Above all, there simply must be a label!
Adopted child syndrome is a controversial term that has been used to explain behaviors in adopted children that are claimed to be related to their adoptive status. Specifically, these include problems in bonding, attachment disorders, lying, stealing, defiance of authority, and acts of violence.
In The Psychology of Adoption (The Psychology of Adoption, David M. Brodzinsky, 1990), Brodzinsky tries to understand adopted child syndrome. He focuses on the idea of stress and loss to all parties of the adoption triad – birth mother, adoptive parents, and adopted child. He argues that stress and loss are experienced by the adopted child, even in the ideal adoption scenario, that is, prior to 3 months. Each in the triad has to adapt, but none more vulnerable to psychological maladjustment than the child. The coping mechanisms can swing right across the spectrum from psychopathological to healthy.
A Stress and Coping Model of Adoption Adjustment
The clinically admitted adopted are more likely than the non-adopted to display acting-out problems (oppositional behaviour, lying, stealing, running away, hyperactivity, aggression), low self-esteem, and a host of learning difficulties (p. 3). Even the non-clinically admitted, community-based adoptee samples suggest a greater psychological vulnerability compared to the non-adopted (p. 3). This increased vulnerability generally doesn’t emerge until their elementary years.
Attention has been focused on psychodynamic aspects of the adoption experience including object loss, the resolution of the oedipal conflict, and the devpt of a mature and stable ego identity (p. 4).
There are cognitive-developmental factors as part of the adoption-adjustment process, particularly as they relate to a child’s growing awareness of the meaning of adoption.
Ethological [had to look up the meaning of that word!] theory has emphasized the importance of the attachment-separation-loss process as fundamental to the problem of many adoptees.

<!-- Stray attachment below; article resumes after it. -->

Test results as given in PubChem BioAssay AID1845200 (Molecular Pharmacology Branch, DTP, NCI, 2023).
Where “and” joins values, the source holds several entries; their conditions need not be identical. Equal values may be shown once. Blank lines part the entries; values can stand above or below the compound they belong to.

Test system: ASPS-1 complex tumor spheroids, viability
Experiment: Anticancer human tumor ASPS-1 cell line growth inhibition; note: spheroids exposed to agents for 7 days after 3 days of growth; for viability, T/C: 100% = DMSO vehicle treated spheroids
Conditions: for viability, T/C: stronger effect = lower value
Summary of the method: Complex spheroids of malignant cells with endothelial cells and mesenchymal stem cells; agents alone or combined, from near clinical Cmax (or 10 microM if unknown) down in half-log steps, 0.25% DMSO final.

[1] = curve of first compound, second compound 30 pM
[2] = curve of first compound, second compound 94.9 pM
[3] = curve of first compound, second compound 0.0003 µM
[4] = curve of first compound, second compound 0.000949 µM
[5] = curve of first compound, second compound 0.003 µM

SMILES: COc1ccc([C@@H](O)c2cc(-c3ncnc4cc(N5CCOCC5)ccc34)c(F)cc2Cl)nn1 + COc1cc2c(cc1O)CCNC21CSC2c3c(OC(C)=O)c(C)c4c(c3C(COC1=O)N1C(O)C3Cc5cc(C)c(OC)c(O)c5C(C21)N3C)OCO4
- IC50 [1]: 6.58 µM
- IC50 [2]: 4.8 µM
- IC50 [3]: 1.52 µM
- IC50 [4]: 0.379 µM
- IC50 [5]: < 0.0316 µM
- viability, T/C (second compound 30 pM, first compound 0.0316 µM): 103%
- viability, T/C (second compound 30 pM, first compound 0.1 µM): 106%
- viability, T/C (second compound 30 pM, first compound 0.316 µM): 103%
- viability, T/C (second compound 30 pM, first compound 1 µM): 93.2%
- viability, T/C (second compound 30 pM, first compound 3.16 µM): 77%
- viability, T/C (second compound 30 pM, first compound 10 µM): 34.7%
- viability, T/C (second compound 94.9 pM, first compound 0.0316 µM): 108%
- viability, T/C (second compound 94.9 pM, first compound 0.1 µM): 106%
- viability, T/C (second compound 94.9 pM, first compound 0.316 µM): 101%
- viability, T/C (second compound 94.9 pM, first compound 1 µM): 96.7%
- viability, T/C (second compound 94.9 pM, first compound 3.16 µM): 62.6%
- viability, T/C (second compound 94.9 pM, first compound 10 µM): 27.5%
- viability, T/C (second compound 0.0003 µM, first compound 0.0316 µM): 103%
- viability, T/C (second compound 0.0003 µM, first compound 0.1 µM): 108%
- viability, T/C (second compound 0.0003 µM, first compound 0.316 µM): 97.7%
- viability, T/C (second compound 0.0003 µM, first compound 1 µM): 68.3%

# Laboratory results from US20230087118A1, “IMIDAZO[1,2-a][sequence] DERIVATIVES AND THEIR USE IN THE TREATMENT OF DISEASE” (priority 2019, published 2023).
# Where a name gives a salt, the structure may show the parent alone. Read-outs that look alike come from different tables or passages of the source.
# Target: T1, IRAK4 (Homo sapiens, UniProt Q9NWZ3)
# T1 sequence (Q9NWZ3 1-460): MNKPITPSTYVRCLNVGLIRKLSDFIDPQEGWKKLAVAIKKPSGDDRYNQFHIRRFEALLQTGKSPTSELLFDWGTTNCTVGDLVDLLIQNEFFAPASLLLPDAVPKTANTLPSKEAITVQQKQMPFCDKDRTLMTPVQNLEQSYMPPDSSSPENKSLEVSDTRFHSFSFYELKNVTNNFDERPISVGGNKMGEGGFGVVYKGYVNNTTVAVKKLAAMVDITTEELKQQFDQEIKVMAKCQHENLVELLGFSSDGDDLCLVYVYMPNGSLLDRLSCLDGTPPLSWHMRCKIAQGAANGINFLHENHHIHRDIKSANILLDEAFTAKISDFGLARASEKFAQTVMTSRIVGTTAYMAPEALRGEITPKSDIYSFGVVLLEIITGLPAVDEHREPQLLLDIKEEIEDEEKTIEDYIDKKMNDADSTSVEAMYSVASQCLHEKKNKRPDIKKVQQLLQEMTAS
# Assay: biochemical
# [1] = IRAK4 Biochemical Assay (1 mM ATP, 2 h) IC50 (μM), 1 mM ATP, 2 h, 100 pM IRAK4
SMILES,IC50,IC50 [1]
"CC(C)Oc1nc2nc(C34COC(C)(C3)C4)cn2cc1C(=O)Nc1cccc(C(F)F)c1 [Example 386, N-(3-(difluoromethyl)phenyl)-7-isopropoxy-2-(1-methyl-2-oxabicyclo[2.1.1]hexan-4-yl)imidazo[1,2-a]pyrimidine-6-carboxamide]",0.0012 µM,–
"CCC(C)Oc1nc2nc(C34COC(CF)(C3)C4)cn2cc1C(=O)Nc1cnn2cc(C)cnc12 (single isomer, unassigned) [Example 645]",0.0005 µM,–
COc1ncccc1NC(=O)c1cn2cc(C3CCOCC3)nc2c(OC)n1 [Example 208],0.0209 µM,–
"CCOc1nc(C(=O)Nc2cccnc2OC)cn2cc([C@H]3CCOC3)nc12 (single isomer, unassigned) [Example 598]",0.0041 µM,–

While many different perspectives have been offered of the adjustment problems of adoptees, “a common thread can be found running through most of them – namely, that adoption is experienced as stressful by many children and parents and, consequently, results in a variety of coping efforts, some of which is successful in handling the stress and others which is not.
Adoption and the Experience of Stress
The idea that adoption is a stressful experience runs counter to many prevailing myths and stereotypes about this family life situation. Typically, adoption has been viewed as a societal solution for the stress confronting all three parties of the adoption triangle – that is, stress associated with unwanted pregnancy, infertility, and a state of homelessness and sense of insecurity on the part of the prospective adopted children. (p. 4) with the placement of the child with the adoptive family it has often been assumed that the various parties of the adoption triangle simply go on their way to live ‘happily ever after’. Many do; but we know “… a sizable percentage of them continue to have a stressful time in dealing with adoption issues …” pp. 4-5)
I see this in conspiratorial terms, with so many dependent mouths being fed by the adoption machine, this propaganda has been consistent and pervasive. It is only now with the rise of the internet that adoptees are finding their voices, leaving behind the shame we’ve been forced to make our own, and fighting back.
Loss as a source of Stress in Adoption
Lazarus’ model sees the sense of loss affecting not only those placed later, but also those placed within the first 3 months (‘traditional adoption’), prior to the time they have developed primary attachments.
That’s exactly the problem, there is no bond, there is a loss that is never replaced in most adoptees either sensitive to it, or needing it.
It’s often been assumed that one cannot feel loss for individuals (biological parents) they have never known. Loss associated with children placed in the foster system and losing attachment figures, possibly multiple times, is an ‘overt’ provoking agent, considerably more traumatic, leading to the development of psychopathology. Whereas, loss associated with early adoption placement is move ‘covert’, emerging “slowly with time in conjunction with the child’s growing awareness of the meaning and implications of having been adopted” (p. 7)